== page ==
A Fall Berry That Feeds Hungry Creatures

American Beautyberry earns its name in late summer when the bright magenta-colored berries ripen. The numerous clusters of berries adorn the stems of this common shrub that, along with its light green leaves, makes this plant stand out in our landscape.

The color is certainly pleasing to our eyes but is also a signal for the multitude of wildlife that take advantage of the bounty. Even a small plant can support hundreds of berries, all the better to feed a parade of birds and mammals that seek out these treats.

I have been entertained on numerous occasions by the neighborhood Northern Mockingbird that stakes out a claim to “its” Beautyberry Bush and defies other birds to try to steel its berries. Mockingbirds are aggressive by nature, but there must be something about those berries that give them extra motivation.

But alas, a number of other birds do get their chance at the banquet that include other resident species and a number of fall migrants. In more shaded conditions, like my woodland, the Mockingbird’s close relatives, Brown Thrashers and Catbirds, take their turns at the feast. Mockingbirds prefer more open areas.

Lucy Jacobson, an observant birder and photographer, recently reported migrant Red-breasted Grosbeaks and tanagers feeding on her bushes. For these long-distance migrants, these berries provide much-needed fuel for their impending flight south for the winter.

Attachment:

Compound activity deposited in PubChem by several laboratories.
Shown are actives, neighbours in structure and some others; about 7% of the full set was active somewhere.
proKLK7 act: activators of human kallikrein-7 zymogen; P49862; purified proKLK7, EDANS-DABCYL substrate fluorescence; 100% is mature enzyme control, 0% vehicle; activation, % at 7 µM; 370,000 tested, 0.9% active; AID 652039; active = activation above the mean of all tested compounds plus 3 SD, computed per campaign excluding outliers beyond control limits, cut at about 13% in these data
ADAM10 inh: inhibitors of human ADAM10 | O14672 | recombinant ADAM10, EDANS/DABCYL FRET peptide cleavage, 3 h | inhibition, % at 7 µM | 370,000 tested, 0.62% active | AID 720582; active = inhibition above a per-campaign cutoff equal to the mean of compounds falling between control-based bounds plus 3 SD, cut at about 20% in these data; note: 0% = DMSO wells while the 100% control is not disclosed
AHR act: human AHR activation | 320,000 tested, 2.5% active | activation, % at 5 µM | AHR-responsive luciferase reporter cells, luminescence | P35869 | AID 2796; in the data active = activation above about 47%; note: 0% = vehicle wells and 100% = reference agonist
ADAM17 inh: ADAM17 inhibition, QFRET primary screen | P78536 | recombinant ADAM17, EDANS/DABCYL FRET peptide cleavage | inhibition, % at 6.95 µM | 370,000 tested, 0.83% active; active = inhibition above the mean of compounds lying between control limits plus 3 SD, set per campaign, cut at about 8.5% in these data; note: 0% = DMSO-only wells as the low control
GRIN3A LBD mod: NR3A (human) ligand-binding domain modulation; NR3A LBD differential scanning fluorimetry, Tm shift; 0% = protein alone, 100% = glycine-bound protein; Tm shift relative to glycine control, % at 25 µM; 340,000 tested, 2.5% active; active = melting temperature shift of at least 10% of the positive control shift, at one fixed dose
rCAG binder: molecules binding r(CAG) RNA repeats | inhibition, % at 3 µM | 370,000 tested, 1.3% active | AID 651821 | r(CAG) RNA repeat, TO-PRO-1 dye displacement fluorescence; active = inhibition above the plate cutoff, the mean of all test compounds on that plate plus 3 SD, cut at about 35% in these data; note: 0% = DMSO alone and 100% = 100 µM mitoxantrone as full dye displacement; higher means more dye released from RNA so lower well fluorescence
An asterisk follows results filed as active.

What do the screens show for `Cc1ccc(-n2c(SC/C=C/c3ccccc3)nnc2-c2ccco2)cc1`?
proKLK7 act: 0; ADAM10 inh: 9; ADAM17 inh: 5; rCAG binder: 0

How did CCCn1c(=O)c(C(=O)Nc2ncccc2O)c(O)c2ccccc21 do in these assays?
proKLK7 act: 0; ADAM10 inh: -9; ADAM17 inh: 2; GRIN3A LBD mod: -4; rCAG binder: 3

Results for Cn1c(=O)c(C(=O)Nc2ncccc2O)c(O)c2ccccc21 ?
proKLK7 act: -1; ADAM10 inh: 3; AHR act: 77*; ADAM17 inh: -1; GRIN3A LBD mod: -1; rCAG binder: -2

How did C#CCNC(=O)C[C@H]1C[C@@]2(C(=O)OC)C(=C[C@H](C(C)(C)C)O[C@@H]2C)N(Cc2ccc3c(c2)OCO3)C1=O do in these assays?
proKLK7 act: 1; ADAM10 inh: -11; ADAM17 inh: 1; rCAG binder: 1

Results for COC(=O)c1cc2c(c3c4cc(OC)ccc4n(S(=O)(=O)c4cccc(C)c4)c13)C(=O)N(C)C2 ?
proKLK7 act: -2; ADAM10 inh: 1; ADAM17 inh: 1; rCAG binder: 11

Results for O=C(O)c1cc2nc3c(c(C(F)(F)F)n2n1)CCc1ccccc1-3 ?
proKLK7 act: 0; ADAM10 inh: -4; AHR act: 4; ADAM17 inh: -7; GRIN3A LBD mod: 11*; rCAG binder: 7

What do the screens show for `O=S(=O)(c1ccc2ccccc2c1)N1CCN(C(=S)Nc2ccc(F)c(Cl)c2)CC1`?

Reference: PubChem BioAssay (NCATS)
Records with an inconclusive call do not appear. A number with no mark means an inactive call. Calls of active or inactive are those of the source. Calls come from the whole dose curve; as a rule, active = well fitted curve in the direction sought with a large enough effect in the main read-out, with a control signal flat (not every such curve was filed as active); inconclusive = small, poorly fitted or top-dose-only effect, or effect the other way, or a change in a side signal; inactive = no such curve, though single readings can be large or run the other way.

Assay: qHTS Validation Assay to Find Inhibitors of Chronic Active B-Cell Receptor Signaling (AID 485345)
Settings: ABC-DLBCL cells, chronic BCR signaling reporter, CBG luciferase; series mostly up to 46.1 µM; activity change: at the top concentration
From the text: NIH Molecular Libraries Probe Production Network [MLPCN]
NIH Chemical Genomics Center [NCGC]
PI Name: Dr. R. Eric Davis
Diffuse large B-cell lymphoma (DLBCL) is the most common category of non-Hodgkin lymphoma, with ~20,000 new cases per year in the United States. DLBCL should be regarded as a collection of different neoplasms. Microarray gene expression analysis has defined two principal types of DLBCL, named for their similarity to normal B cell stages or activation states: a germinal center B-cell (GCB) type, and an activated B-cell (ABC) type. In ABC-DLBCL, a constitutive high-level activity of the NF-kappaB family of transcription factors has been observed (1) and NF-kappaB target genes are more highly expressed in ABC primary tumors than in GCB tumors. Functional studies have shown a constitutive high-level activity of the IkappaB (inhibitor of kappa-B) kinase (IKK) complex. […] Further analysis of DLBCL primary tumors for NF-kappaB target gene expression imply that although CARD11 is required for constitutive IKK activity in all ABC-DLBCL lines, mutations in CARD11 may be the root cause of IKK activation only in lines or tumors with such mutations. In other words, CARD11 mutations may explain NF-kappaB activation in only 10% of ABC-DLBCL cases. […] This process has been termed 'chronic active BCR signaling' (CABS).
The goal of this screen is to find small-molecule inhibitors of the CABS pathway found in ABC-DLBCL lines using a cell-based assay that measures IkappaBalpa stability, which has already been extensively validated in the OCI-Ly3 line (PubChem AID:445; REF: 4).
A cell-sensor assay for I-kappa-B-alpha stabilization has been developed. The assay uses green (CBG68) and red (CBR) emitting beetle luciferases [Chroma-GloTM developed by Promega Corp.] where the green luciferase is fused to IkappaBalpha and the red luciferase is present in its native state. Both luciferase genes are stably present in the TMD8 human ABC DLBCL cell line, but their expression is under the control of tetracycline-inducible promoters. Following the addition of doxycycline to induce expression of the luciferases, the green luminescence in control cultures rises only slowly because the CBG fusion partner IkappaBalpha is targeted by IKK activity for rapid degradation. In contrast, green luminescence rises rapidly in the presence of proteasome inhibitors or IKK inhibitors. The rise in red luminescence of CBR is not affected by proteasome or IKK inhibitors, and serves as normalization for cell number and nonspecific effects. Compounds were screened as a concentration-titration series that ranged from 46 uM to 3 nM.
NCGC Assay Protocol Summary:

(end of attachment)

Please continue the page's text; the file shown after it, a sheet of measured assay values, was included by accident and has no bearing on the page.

But birds are not the only critters that show up for a snack. Gray squirrels and raccoons have had their share of berries from my bushes. But alas, these creatures did not deter me from gathering my own gallon of berries from which I made a bit of tangy jelly to cover my biscuits and toast for the coming year.

As is the case for most native plants, Beautyberry plays an important role in the year-long cycle of life, by feeding birds and small mammals at the right time of the year. These creatures play their part by distributing the seeds to other parts of our landscape.

Get yourself a Beautyberry bush and help birds and wildlife and have a chance to watch the fun.

Hope to see you in our great outdoors!

Photo courtesy of Lucy Costilow Jacobson.

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Written by Mark W. LaSalle, Ph.D.

Mark is a naturalist and wetland ecologist, providing expertise on wetlands, water quality and environmental impacts of humans. He has also developed and conducted a number of environmental education programs and workshops for youth, teachers, realtors, and the general public on a variety of subjects including wetlands, natural history, and environmental landscaping. Mark is a graduate of the University of Southwestern Louisiana (B.S. and M.S. degrees) and Mississippi State University (Ph.D.). Mark is the recipient of the Chevron Conservation Award, the Mississippi Wildlife Federation Conservation Educator Award, the Gulf Guardian Award, and the Boy Scouts of America Silver Beaver Award.

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